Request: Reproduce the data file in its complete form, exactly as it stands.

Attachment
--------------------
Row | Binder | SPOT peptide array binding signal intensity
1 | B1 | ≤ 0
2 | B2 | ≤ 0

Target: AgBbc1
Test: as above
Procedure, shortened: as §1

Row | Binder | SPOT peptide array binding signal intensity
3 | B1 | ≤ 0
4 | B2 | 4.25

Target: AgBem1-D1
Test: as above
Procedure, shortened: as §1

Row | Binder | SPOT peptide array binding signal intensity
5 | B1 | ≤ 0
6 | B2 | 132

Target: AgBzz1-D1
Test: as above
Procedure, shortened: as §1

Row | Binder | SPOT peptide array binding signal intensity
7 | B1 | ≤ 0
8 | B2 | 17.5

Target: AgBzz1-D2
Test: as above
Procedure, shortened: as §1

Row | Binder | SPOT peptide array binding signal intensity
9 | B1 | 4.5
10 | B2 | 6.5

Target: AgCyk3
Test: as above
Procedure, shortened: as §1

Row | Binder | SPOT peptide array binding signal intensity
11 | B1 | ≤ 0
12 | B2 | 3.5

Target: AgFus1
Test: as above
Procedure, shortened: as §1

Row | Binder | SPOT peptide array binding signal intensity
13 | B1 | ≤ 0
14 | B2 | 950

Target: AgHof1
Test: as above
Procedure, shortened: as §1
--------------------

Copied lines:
Row | Binder | SPOT peptide array binding signal intensity
1 | B1 | ≤ 0
2 | B2 | ≤ 0

Target: AgBbc1
Test: as above
Procedure, shortened: as §1

Row | Binder | SPOT peptide array binding signal intensity
3 | B1 | ≤ 0
4 | B2 | 4.25

Target: AgBem1-D1
Test: as above
Procedure, shortened: as §1

Row | Binder | SPOT peptide array binding signal intensity
5 | B1 | ≤ 0
6 | B2 | 132

Target: AgBzz1-D1
Test: as above
Procedure, shortened: as §1

Row | Binder | SPOT peptide array binding signal intensity
7 | B1 | ≤ 0
8 | B2 | 17.5

Target: AgBzz1-D2
Test: as above
Procedure, shortened: as §1

Row | Binder | SPOT peptide array binding signal intensity
9 | B1 | 4.5
10 | B2 | 6.5

Target: AgCyk3
Test: as above
Procedure, shortened: as §1

Row | Binder | SPOT peptide array binding signal intensity
11 | B1 | ≤ 0
12 | B2 | 3.5

Target: AgFus1
Test: as above
Procedure, shortened: as §1

Row | Binder | SPOT peptide array binding signal intensity
13 | B1 | ≤ 0
14 | B2 | 950

Target: AgHof1
Test: as above
Procedure, shortened: as §1